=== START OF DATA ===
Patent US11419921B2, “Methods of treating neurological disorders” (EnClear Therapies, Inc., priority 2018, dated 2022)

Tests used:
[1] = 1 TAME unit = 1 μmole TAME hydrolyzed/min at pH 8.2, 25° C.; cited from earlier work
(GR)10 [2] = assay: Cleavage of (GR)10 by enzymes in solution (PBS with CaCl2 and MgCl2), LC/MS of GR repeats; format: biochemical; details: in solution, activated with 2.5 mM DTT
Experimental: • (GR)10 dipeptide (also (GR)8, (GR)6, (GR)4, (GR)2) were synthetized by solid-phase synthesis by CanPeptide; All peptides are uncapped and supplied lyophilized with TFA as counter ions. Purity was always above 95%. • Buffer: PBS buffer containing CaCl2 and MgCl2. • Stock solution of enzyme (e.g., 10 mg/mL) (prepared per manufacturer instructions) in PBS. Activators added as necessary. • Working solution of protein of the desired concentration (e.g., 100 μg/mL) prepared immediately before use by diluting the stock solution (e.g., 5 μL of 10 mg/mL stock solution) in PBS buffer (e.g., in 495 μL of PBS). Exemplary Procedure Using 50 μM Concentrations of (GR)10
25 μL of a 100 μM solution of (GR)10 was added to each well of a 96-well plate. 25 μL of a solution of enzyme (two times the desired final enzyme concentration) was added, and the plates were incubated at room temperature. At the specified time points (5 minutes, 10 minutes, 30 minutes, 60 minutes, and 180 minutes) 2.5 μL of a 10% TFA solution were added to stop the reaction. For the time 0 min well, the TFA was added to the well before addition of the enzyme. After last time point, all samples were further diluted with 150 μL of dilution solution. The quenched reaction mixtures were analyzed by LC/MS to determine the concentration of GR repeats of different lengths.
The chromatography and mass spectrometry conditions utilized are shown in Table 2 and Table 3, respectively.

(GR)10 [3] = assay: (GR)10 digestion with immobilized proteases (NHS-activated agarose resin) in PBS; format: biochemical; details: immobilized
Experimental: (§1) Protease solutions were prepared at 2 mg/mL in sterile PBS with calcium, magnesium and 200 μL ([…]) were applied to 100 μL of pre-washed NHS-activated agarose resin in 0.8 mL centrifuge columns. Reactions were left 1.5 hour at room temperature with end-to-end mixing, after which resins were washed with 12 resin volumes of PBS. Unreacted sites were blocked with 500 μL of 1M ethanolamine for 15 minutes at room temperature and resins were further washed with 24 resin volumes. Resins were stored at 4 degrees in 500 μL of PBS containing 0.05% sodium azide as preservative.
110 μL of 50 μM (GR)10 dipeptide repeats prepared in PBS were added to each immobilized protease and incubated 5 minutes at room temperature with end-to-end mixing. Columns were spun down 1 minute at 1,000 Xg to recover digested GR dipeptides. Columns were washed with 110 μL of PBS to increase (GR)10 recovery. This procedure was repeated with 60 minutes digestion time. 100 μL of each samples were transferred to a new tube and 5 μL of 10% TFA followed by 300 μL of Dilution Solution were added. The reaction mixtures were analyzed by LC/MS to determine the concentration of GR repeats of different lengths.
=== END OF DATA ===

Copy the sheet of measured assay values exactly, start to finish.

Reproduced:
Patent US11419921B2, “Methods of treating neurological disorders” (EnClear Therapies, Inc., priority 2018, dated 2022)

Tests used:
[1] = 1 TAME unit = 1 μmole TAME hydrolyzed/min at pH 8.2, 25° C.; cited from earlier work
(GR)10 [2] = assay: Cleavage of (GR)10 by enzymes in solution (PBS with CaCl2 and MgCl2), LC/MS of GR repeats; format: biochemical; details: in solution, activated with 2.5 mM DTT
Experimental: • (GR)10 dipeptide (also (GR)8, (GR)6, (GR)4, (GR)2) were synthetized by solid-phase synthesis by CanPeptide; All peptides are uncapped and supplied lyophilized with TFA as counter ions. Purity was always above 95%. • Buffer: PBS buffer containing CaCl2 and MgCl2. • Stock solution of enzyme (e.g., 10 mg/mL) (prepared per manufacturer instructions) in PBS. Activators added as necessary. • Working solution of protein of the desired concentration (e.g., 100 μg/mL) prepared immediately before use by diluting the stock solution (e.g., 5 μL of 10 mg/mL stock solution) in PBS buffer (e.g., in 495 μL of PBS). Exemplary Procedure Using 50 μM Concentrations of (GR)10
25 μL of a 100 μM solution of (GR)10 was added to each well of a 96-well plate. 25 μL of a solution of enzyme (two times the desired final enzyme concentration) was added, and the plates were incubated at room temperature. At the specified time points (5 minutes, 10 minutes, 30 minutes, 60 minutes, and 180 minutes) 2.5 μL of a 10% TFA solution were added to stop the reaction. For the time 0 min well, the TFA was added to the well before addition of the enzyme. After last time point, all samples were further diluted with 150 μL of dilution solution. The quenched reaction mixtures were analyzed by LC/MS to determine the concentration of GR repeats of different lengths.
The chromatography and mass spectrometry conditions utilized are shown in Table 2 and Table 3, respectively.

(GR)10 [3] = assay: (GR)10 digestion with immobilized proteases (NHS-activated agarose resin) in PBS; format: biochemical; details: immobilized
Experimental: (§1) Protease solutions were prepared at 2 mg/mL in sterile PBS with calcium, magnesium and 200 μL ([…]) were applied to 100 μL of pre-washed NHS-activated agarose resin in 0.8 mL centrifuge columns. Reactions were left 1.5 hour at room temperature with end-to-end mixing, after which resins were washed with 12 resin volumes of PBS. Unreacted sites were blocked with 500 μL of 1M ethanolamine for 15 minutes at room temperature and resins were further washed with 24 resin volumes. Resins were stored at 4 degrees in 500 μL of PBS containing 0.05% sodium azide as preservative.
110 μL of 50 μM (GR)10 dipeptide repeats prepared in PBS were added to each immobilized protease and incubated 5 minutes at room temperature with end-to-end mixing. Columns were spun down 1 minute at 1,000 Xg to recover digested GR dipeptides. Columns were washed with 110 μL of PBS to increase (GR)10 recovery. This procedure was repeated with 60 minutes digestion time. 100 μL of each samples were transferred to a new tube and 5 μL of 10% TFA followed by 300 μL of Dilution Solution were added. The reaction mixtures were analyzed by LC/MS to determine the concentration of GR repeats of different lengths.